Category: Musical Theatre

Review: The Beautiful Game

Theatricalised slice of Irish Troubles

By Owen James

Amidst the madness of Fringe, independent company Manilla Street Productions are presenting a rarely-performed Andrew Lloyd-Webber and Tim Rice musical about the lives of a football team wrestling with pride and confrontation during ‘The Troubles’. This is a high-quality production of material that I found at times unfulfilling and disjointed, but full kudos to Manilla Street Productions for choosing to tackle this little-known show.

Lloyd-Webber’s score is nothing groundbreaking, but suitably serves the emotional elements of the story. Though rife with generic and poorly-written lyrics that hinder potential character development, there are beautiful ballads and dynamic ensemble numbers peppered throughout. The book by respected veteran writer Ben Elton is at its best when tackling the darker themes stewing beneath these characters’ lives, crafting moments of emotion that are deeply affecting.

Director/producer Karen Jemison has brought the world of 1969 Belfast to life with evident understanding of the political and religious thunderstorm these conflicted young men are swallowed by. It is this ongoing conflict – both in their heads and on the streets – that is at the heart of The Beautiful Game, where you either take a side, or someone will choose one for you. Jemison has injected the production with a realistic sense of energy and danger that makes for compelling, engaging character work.

Choreography by Sue-Ellen Shook is seamlessly integrated into blocking, executed by an ensemble at the top of their game (no pun intended). A football match dissolves into a competitive, masculine dance sequence and out again in a West Side Story-esque blend of athleticism and choreographic metaphor. Daniele Buatti’s expert musical direction embraces the tender Irish melodies and rousing, chanted anthems of Lloyd-Webber’s score with vivacity and concentrated delicacy.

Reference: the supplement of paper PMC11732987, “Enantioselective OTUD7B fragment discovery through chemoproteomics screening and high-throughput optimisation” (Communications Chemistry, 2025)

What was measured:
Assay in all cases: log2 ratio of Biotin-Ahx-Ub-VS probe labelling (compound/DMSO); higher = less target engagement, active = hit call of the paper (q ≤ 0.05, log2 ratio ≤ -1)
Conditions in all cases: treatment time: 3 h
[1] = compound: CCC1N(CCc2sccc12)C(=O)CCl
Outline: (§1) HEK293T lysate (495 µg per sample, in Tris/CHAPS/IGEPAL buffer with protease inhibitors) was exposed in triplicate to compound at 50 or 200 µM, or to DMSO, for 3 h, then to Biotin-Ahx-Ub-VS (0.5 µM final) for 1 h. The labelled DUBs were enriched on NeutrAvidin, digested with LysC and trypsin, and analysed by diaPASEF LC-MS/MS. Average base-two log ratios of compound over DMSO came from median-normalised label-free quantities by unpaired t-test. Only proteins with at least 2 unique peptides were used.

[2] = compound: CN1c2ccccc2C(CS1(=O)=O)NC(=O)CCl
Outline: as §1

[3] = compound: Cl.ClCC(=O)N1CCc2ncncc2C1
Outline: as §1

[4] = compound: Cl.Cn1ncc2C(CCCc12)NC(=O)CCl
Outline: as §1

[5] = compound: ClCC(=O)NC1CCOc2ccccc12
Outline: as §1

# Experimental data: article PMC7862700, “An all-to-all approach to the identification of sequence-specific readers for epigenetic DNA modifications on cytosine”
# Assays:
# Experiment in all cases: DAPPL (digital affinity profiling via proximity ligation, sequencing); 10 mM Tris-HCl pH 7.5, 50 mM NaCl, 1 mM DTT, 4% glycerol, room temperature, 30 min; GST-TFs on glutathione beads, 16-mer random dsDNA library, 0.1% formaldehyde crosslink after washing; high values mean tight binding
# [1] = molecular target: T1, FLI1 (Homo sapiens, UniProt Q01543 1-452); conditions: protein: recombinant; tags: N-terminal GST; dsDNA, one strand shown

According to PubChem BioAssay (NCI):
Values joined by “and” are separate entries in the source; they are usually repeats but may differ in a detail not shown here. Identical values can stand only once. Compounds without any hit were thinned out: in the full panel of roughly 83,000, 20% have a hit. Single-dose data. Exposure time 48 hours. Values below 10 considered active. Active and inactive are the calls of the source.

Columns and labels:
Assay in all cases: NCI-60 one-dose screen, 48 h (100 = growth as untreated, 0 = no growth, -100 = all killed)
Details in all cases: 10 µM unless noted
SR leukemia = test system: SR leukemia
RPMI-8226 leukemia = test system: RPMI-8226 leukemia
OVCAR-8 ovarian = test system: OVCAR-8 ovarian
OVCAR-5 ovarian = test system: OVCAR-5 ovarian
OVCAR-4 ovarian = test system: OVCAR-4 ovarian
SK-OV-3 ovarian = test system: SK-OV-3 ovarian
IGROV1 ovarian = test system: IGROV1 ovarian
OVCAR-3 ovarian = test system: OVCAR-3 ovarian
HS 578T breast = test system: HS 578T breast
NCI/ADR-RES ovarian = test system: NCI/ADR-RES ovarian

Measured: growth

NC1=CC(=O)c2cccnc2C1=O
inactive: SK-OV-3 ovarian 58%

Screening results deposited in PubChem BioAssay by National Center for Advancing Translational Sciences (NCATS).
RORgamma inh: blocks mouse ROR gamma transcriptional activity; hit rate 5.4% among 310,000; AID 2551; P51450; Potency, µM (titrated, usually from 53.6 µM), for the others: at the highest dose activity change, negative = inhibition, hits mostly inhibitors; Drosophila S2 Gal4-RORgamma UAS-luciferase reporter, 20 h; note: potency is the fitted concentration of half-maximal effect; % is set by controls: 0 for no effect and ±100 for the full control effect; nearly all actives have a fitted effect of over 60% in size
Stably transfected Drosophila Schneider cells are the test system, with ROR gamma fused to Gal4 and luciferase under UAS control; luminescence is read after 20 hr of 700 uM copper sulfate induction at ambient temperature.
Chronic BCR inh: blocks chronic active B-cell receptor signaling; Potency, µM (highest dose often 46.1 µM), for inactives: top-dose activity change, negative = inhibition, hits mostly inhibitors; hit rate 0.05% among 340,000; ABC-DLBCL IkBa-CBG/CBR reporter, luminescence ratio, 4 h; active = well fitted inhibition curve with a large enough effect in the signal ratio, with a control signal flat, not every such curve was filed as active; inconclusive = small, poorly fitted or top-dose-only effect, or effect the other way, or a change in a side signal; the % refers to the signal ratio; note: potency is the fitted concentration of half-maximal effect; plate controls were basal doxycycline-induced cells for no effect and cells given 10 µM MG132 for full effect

Stephen Mahy brings innocence and vulnerability to ambitious footballer John Kelly. This is a great vehicle for Mahy’s talents, his versatile voice gliding over difficult high melodies with ease – Mahy can sing anything. Stephanie Wall has crafted a detailed character in love interest Mary, and executes a perfect rendition of heartfelt, part-acapella ballad ‘If This Is What We’re Fighting For’.

David Meadows is a standout as Father O’Donnell, bringing gravitas and humour to this commanding but compassionate man, and finding depth in scenes both celebratory and devastating. Des Flanagan as bitter, turbulent Thomas carries the character’s complicated arc with building intensity in a delightfully intimidating and exceptional performance.